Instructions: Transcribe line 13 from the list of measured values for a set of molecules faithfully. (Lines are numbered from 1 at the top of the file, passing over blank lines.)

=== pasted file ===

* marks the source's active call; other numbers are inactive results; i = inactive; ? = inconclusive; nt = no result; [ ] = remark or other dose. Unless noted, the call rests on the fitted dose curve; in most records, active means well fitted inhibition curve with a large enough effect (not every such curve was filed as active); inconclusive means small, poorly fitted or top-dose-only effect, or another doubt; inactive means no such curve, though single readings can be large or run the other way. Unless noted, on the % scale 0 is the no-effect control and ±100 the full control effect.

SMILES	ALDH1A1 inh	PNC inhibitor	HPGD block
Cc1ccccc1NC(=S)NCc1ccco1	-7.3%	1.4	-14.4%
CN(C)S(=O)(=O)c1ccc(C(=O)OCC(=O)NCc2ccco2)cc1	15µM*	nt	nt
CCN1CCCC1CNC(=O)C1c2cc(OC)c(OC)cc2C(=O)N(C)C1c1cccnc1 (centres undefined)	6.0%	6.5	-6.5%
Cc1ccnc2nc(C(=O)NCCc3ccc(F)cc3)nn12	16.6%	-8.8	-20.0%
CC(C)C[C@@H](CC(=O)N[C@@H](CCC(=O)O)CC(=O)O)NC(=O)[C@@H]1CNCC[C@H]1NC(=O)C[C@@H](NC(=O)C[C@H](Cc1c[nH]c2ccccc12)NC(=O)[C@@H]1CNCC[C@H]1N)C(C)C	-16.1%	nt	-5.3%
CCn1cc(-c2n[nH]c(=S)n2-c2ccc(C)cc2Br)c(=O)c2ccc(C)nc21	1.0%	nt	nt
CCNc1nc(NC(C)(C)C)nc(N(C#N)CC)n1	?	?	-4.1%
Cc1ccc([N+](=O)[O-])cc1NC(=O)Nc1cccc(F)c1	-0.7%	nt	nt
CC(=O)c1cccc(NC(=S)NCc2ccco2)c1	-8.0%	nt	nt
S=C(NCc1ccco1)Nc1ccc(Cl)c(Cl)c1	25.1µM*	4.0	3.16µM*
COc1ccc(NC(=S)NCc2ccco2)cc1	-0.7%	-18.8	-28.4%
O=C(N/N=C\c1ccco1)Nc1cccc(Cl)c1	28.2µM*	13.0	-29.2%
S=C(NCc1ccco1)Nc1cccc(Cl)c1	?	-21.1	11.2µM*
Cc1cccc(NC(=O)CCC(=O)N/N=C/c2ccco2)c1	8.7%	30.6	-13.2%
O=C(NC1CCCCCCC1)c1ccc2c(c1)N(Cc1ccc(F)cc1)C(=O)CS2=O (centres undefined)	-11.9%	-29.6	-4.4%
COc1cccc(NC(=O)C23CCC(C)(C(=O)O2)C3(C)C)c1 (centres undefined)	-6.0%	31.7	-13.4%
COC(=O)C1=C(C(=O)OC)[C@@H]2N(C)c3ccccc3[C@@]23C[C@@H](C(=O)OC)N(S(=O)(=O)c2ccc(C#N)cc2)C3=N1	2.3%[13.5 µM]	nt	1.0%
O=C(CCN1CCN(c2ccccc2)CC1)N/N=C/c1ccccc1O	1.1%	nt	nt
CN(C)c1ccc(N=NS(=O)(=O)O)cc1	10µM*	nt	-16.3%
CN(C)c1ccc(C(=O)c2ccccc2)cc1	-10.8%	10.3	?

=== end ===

COc1ccc(NC(=S)NCc2ccco2)cc1	-0.7%	-18.8	-28.4%